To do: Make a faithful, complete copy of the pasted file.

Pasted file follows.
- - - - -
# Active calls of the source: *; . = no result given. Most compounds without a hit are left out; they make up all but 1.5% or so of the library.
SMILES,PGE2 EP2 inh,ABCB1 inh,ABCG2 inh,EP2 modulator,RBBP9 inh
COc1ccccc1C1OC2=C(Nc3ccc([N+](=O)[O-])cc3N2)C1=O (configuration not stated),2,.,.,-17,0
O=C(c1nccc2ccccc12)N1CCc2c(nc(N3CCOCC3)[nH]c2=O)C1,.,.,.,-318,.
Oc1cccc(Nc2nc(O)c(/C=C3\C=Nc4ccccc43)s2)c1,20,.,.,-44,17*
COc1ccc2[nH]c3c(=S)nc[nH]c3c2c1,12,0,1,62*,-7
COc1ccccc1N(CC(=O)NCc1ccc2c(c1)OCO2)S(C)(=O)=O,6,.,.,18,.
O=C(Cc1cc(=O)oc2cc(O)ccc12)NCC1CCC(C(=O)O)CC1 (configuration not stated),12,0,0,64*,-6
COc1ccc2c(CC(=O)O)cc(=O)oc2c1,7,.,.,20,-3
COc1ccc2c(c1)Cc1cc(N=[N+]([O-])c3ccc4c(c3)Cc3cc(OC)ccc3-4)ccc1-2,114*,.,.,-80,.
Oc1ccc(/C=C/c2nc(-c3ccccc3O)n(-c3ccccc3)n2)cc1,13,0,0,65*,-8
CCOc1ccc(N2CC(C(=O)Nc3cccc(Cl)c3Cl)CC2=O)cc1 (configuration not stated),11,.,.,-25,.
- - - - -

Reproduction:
# Active calls of the source: *; . = no result given. Most compounds without a hit are left out; they make up all but 1.5% or so of the library.
SMILES,PGE2 EP2 inh,ABCB1 inh,ABCG2 inh,EP2 modulator,RBBP9 inh
COc1ccccc1C1OC2=C(Nc3ccc([N+](=O)[O-])cc3N2)C1=O (configuration not stated),2,.,.,-17,0
O=C(c1nccc2ccccc12)N1CCc2c(nc(N3CCOCC3)[nH]c2=O)C1,.,.,.,-318,.
Oc1cccc(Nc2nc(O)c(/C=C3\C=Nc4ccccc43)s2)c1,20,.,.,-44,17*
COc1ccc2[nH]c3c(=S)nc[nH]c3c2c1,12,0,1,62*,-7
COc1ccccc1N(CC(=O)NCc1ccc2c(c1)OCO2)S(C)(=O)=O,6,.,.,18,.
O=C(Cc1cc(=O)oc2cc(O)ccc12)NCC1CCC(C(=O)O)CC1 (configuration not stated),12,0,0,64*,-6
COc1ccc2c(CC(=O)O)cc(=O)oc2c1,7,.,.,20,-3
COc1ccc2c(c1)Cc1cc(N=[N+]([O-])c3ccc4c(c3)Cc3cc(OC)ccc3-4)ccc1-2,114*,.,.,-80,.
Oc1ccc(/C=C/c2nc(-c3ccccc3O)n(-c3ccccc3)n2)cc1,13,0,0,65*,-8
CCOc1ccc(N2CC(C(=O)Nc3cccc(Cl)c3Cl)CC2=O)cc1 (configuration not stated),11,.,.,-25,.